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October 24, 2013
Comparing Fed and CARB formaldehyde standards

A wide range of industries—including but not limited to manufacturers of plywood and furniture as well as builders of homes and motor—are closely watching EPA’s development of two final rules to limit emissions of formaldehyde from composite wood products. 

Proposals for the rules were published in the June 10, 2013, Federal Register, and the comment periods for both were extended in response to requests from business associations that emphasized the substantial economic implications of the rulemaking.  The major industry concern appears to be whether EPA’s proposed emissions standards differ from the airborne toxic control measure (ATCM) developed by the California Air Resources Board (CARB) to reduce formaldehyde emissions from composite wood products.

TSCA amendment

The federal rulemaking originates in the Composite Wood Products Act,which President Obama signed into law on July 7, 2010, as an amendment to the Toxic Substances Control Act (TSCA).  The amendment establishes formaldehyde emissions standards identical to CARB’s Phase II ATCM standards for hardwood plywood, medium-density fiberboard, and particleboard.  The EPA proposal applies to those products when sold, supplied, offered for sale, or manufactured in the United States. 

The TSCA amendment also directs the EPA to consider a number of elements for inclusion in the implementing regulations, many of which are aspects of the CARB program, including labeling, chain of custody requirements, sell-through provisions, ultra-low-emitting formaldehyde resins, and third-party testing. 

Requirements for a third-party certification framework for the formaldehyde standards for composite wood products were included in a separate proposal and do not appear to have prompted major opposition from industry.

According to comments submitted by the American Chemistry Council, EPA’s proposal emissions standards are not technology-based and differ significantly from CARB’s ATCM. 

“Manufacturers continue to rely on formaldehyde-based resin technologies as a proven solution to meet or exceed the CARB Phase II emission standards,” states the ACC in a news release.  “The proposed rule, however, unjustifiably disadvantages formaldehyde-containing resins, despite the effectiveness and capability of formaldehyde-based resins to meet strict emission standards.”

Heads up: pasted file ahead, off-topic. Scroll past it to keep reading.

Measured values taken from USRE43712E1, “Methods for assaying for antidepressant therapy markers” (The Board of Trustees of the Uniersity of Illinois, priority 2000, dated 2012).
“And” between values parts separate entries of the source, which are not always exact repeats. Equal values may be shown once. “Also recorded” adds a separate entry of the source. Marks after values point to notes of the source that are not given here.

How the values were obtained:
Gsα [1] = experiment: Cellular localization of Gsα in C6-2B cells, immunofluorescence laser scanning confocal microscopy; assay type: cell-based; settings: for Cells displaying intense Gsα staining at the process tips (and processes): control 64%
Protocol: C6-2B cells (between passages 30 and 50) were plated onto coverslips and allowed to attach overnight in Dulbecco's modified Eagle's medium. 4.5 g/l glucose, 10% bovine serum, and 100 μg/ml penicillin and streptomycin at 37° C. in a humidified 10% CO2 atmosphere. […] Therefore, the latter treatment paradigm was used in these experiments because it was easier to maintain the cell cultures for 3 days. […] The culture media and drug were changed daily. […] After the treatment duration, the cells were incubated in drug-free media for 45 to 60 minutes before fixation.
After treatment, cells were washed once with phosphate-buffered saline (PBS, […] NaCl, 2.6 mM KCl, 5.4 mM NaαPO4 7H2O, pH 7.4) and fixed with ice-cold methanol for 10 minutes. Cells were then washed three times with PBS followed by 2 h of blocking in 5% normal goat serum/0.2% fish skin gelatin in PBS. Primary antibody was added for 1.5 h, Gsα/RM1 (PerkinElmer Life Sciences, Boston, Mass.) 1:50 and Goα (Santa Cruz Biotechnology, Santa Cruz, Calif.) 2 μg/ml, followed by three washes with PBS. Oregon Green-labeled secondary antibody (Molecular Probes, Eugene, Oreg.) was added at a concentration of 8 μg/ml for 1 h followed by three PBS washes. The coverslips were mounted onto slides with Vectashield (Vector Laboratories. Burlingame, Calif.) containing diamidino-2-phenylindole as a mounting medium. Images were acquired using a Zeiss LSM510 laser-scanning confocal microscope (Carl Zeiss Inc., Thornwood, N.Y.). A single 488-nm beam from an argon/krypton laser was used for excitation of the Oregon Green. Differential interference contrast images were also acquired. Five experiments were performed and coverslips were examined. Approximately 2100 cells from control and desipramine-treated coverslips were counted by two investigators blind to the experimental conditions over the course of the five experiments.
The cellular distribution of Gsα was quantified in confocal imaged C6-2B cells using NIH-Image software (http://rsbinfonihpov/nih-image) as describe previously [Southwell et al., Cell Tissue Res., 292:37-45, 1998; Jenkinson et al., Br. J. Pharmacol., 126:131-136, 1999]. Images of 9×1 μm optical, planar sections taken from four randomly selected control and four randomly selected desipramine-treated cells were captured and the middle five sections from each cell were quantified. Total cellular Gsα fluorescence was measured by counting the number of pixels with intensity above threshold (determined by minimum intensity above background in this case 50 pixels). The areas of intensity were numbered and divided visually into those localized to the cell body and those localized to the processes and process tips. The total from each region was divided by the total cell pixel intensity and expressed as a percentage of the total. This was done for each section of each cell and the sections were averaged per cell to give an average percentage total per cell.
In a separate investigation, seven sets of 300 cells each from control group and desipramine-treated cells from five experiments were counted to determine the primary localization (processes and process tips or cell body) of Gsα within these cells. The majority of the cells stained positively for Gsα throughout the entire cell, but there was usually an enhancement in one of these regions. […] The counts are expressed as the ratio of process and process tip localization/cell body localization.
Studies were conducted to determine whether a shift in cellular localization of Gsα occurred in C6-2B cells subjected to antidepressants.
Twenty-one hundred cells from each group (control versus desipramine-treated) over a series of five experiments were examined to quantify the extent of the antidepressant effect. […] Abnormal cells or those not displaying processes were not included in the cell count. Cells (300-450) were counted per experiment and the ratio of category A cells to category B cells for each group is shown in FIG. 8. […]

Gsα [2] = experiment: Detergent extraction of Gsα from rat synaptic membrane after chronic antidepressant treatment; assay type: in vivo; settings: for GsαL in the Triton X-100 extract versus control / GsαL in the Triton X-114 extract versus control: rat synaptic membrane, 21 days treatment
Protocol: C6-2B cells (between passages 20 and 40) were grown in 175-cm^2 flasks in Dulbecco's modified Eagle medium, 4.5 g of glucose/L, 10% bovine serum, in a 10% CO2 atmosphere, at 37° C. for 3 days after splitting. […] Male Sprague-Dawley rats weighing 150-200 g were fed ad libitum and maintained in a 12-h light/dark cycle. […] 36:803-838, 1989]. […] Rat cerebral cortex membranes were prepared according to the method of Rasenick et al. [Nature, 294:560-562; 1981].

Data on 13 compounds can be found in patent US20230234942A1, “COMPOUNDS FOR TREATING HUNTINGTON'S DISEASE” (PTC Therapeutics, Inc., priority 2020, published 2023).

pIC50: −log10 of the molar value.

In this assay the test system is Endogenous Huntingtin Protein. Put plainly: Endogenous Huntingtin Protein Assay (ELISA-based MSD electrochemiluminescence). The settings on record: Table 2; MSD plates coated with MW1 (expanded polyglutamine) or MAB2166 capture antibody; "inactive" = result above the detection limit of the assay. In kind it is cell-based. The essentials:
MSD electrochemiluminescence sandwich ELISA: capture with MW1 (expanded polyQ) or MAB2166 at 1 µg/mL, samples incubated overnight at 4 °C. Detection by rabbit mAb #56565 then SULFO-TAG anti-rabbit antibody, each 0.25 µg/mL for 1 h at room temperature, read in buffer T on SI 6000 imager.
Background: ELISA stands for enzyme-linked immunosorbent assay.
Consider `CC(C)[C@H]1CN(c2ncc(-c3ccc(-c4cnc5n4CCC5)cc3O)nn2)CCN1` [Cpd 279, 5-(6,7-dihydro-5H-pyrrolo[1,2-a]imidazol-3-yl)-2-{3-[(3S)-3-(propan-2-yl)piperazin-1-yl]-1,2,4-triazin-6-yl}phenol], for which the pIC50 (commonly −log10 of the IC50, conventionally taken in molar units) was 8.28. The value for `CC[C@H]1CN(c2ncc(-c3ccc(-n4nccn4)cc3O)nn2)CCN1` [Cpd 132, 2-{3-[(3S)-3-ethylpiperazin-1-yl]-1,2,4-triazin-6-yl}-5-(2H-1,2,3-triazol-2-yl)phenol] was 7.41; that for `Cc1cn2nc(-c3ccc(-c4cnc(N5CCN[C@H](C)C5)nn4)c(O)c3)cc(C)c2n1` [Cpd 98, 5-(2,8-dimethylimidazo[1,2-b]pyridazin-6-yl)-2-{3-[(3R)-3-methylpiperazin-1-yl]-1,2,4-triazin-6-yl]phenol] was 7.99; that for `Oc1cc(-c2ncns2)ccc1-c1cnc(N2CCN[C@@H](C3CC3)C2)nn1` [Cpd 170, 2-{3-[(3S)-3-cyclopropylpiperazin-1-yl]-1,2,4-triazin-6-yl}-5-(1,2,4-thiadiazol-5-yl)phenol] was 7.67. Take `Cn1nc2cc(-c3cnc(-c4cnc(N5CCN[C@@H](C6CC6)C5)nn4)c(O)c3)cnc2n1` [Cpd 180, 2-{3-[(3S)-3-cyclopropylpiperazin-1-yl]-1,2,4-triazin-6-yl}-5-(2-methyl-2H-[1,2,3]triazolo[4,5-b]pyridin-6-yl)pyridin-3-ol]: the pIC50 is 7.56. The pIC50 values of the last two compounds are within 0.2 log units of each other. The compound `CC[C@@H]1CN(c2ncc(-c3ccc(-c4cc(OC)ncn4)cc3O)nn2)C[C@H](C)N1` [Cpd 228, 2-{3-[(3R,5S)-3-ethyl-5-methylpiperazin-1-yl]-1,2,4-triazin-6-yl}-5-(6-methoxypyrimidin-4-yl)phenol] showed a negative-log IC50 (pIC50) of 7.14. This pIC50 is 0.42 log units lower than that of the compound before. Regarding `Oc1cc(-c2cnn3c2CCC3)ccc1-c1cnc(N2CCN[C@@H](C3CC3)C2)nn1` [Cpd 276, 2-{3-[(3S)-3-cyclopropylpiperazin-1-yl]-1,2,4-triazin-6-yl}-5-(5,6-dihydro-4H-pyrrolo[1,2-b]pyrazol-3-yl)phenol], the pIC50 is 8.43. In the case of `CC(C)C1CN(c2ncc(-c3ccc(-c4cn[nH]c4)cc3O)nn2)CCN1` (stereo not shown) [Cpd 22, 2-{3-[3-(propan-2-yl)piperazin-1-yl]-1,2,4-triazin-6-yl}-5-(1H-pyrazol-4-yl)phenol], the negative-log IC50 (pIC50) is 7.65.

Several more-specific inconsistencies between EPA’s proposal and the CARB standards were raised by the Small Business Administration’s Office of Advocacy. 

According to Advocacy:

  • Entities are required to maintain records for 3 years in contrast to 2 years under the ATCM.
  • There are differences in EPA’s definitions of “hardwood plywood,” “veneer,” and “retailer.”
  • Requirements for additional quality control testing when changes are made to mill production apply to different entities.
  • Other differences are found in EPA’s retention requirements for lots selected for testing and the inclusion of laminated products in the definition of hardwood plywood.

Potential CARB amendments

Advocacy adds:
“Many of these inconsistencies in the proposed rules capture additional entities and products for regulation.  For example, the ATCM applies to laminated products made by fabricators while EPA’s proposed rule applies to laminated products made by manufacturers and fabricators.  The ATCM does not include raised panels in the definition of panel while EPA’s proposed rule incorporates raised panels into the definition of panel.  The ATCM imposes emission standards for hardwood plywood with veneer or composite cores only while EPA’s proposed rule imposes emission standards on all hardwood plywood core types.  Finally, the ATCM’s definition of veneer only includes wood-based materials while the definition of veneer in EPA’s proposed rule expands the definition to include woody grass materials.”

Advocacy is also concerned that the gap between CARB’s ATCM and any EPA final rule may grow since the CARB is now considering amendments to its regulations, including a possible exemption for additional products. 

“EPA should work closely with CARB so that any amendments to the ATCM are captured in EPA’s regulations,” says Advocacy.

Advocacy’s comment letter on EPA’s proposed emissions standards

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